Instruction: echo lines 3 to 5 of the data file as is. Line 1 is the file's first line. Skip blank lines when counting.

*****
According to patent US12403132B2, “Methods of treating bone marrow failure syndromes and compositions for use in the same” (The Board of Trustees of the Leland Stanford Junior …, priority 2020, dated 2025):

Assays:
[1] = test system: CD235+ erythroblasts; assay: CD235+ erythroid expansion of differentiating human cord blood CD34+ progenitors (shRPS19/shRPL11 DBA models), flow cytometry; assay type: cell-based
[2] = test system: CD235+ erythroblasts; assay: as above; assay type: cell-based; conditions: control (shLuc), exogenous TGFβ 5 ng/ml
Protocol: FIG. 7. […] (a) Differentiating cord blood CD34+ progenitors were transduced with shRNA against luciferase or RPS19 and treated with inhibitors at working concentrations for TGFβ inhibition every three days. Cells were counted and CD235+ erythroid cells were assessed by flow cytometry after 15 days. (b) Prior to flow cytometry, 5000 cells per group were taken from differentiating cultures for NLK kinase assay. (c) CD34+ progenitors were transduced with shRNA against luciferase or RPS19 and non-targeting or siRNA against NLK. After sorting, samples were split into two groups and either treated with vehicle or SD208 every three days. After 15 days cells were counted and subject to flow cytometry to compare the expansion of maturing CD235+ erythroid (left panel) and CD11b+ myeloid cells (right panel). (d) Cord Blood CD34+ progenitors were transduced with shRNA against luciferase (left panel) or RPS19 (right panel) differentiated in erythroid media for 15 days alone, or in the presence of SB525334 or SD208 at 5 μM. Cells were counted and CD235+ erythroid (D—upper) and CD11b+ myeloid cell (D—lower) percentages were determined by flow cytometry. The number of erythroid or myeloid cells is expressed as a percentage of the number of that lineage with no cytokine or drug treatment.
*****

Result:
[1] = test system: CD235+ erythroblasts; assay: CD235+ erythroid expansion of differentiating human cord blood CD34+ progenitors (shRPS19/shRPL11 DBA models), flow cytometry; assay type: cell-based
[2] = test system: CD235+ erythroblasts; assay: as above; assay type: cell-based; conditions: control (shLuc), exogenous TGFβ 5 ng/ml
Protocol: FIG. 7. […] (a) Differentiating cord blood CD34+ progenitors were transduced with shRNA against luciferase or RPS19 and treated with inhibitors at working concentrations for TGFβ inhibition every three days. Cells were counted and CD235+ erythroid cells were assessed by flow cytometry after 15 days. (b) Prior to flow cytometry, 5000 cells per group were taken from differentiating cultures for NLK kinase assay. (c) CD34+ progenitors were transduced with shRNA against luciferase or RPS19 and non-targeting or siRNA against NLK. After sorting, samples were split into two groups and either treated with vehicle or SD208 every three days. After 15 days cells were counted and subject to flow cytometry to compare the expansion of maturing CD235+ erythroid (left panel) and CD11b+ myeloid cells (right panel). (d) Cord Blood CD34+ progenitors were transduced with shRNA against luciferase (left panel) or RPS19 (right panel) differentiated in erythroid media for 15 days alone, or in the presence of SB525334 or SD208 at 5 μM. Cells were counted and CD235+ erythroid (D—upper) and CD11b+ myeloid cell (D—lower) percentages were determined by flow cytometry. The number of erythroid or myeloid cells is expressed as a percentage of the number of that lineage with no cytokine or drug treatment.